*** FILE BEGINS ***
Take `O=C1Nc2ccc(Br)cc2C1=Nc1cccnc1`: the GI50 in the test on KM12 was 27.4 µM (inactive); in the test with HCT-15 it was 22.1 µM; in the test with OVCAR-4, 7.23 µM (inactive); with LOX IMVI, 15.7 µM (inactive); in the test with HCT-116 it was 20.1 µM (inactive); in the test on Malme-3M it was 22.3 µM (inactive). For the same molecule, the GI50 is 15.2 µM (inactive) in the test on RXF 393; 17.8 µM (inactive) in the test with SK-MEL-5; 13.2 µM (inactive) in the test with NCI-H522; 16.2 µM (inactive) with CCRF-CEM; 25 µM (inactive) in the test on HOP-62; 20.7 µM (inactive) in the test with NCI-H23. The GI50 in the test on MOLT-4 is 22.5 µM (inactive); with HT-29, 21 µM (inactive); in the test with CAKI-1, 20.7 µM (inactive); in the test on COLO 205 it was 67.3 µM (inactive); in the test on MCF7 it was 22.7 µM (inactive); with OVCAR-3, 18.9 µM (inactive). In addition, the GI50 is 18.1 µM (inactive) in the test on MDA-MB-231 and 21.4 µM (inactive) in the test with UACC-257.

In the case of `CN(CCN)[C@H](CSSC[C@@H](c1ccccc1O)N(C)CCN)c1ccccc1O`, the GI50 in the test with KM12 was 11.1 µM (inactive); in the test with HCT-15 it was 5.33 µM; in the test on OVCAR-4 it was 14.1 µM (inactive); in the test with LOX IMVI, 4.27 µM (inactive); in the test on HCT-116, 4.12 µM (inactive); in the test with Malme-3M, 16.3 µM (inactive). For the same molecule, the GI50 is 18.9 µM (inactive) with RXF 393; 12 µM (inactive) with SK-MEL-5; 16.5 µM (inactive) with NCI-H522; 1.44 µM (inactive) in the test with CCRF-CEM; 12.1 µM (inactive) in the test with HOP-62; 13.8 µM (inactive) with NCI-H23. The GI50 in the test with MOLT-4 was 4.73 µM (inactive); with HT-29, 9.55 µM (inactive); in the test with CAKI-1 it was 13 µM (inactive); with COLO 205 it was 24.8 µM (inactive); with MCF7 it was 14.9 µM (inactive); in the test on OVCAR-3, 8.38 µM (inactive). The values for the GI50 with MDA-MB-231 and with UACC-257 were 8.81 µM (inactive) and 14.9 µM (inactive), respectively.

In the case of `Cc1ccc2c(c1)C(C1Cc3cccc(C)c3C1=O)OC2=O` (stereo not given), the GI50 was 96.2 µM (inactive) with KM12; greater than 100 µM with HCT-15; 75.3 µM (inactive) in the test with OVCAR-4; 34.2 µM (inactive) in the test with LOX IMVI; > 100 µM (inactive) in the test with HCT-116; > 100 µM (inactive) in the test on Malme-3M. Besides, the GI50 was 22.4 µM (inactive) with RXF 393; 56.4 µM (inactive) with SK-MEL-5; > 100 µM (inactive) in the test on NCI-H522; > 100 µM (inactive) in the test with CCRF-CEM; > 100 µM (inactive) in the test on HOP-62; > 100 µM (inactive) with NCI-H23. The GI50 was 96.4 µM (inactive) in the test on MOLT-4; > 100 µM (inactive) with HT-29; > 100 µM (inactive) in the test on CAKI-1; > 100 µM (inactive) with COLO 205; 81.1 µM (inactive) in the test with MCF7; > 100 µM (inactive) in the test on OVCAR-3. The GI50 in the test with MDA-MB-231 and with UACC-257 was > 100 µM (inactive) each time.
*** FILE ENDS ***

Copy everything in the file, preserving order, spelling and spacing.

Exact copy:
Take `O=C1Nc2ccc(Br)cc2C1=Nc1cccnc1`: the GI50 in the test on KM12 was 27.4 µM (inactive); in the test with HCT-15 it was 22.1 µM; in the test with OVCAR-4, 7.23 µM (inactive); with LOX IMVI, 15.7 µM (inactive); in the test with HCT-116 it was 20.1 µM (inactive); in the test on Malme-3M it was 22.3 µM (inactive). For the same molecule, the GI50 is 15.2 µM (inactive) in the test on RXF 393; 17.8 µM (inactive) in the test with SK-MEL-5; 13.2 µM (inactive) in the test with NCI-H522; 16.2 µM (inactive) with CCRF-CEM; 25 µM (inactive) in the test on HOP-62; 20.7 µM (inactive) in the test with NCI-H23. The GI50 in the test on MOLT-4 is 22.5 µM (inactive); with HT-29, 21 µM (inactive); in the test with CAKI-1, 20.7 µM (inactive); in the test on COLO 205 it was 67.3 µM (inactive); in the test on MCF7 it was 22.7 µM (inactive); with OVCAR-3, 18.9 µM (inactive). In addition, the GI50 is 18.1 µM (inactive) in the test on MDA-MB-231 and 21.4 µM (inactive) in the test with UACC-257.

In the case of `CN(CCN)[C@H](CSSC[C@@H](c1ccccc1O)N(C)CCN)c1ccccc1O`, the GI50 in the test with KM12 was 11.1 µM (inactive); in the test with HCT-15 it was 5.33 µM; in the test on OVCAR-4 it was 14.1 µM (inactive); in the test with LOX IMVI, 4.27 µM (inactive); in the test on HCT-116, 4.12 µM (inactive); in the test with Malme-3M, 16.3 µM (inactive). For the same molecule, the GI50 is 18.9 µM (inactive) with RXF 393; 12 µM (inactive) with SK-MEL-5; 16.5 µM (inactive) with NCI-H522; 1.44 µM (inactive) in the test with CCRF-CEM; 12.1 µM (inactive) in the test with HOP-62; 13.8 µM (inactive) with NCI-H23. The GI50 in the test with MOLT-4 was 4.73 µM (inactive); with HT-29, 9.55 µM (inactive); in the test with CAKI-1 it was 13 µM (inactive); with COLO 205 it was 24.8 µM (inactive); with MCF7 it was 14.9 µM (inactive); in the test on OVCAR-3, 8.38 µM (inactive). The values for the GI50 with MDA-MB-231 and with UACC-257 were 8.81 µM (inactive) and 14.9 µM (inactive), respectively.

In the case of `Cc1ccc2c(c1)C(C1Cc3cccc(C)c3C1=O)OC2=O` (stereo not given), the GI50 was 96.2 µM (inactive) with KM12; greater than 100 µM with HCT-15; 75.3 µM (inactive) in the test with OVCAR-4; 34.2 µM (inactive) in the test with LOX IMVI; > 100 µM (inactive) in the test with HCT-116; > 100 µM (inactive) in the test on Malme-3M. Besides, the GI50 was 22.4 µM (inactive) with RXF 393; 56.4 µM (inactive) with SK-MEL-5; > 100 µM (inactive) in the test on NCI-H522; > 100 µM (inactive) in the test with CCRF-CEM; > 100 µM (inactive) in the test on HOP-62; > 100 µM (inactive) with NCI-H23. The GI50 was 96.4 µM (inactive) in the test on MOLT-4; > 100 µM (inactive) with HT-29; > 100 µM (inactive) in the test on CAKI-1; > 100 µM (inactive) with COLO 205; 81.1 µM (inactive) in the test with MCF7; > 100 µM (inactive) in the test on OVCAR-3. The GI50 in the test with MDA-MB-231 and with UACC-257 was > 100 µM (inactive) each time.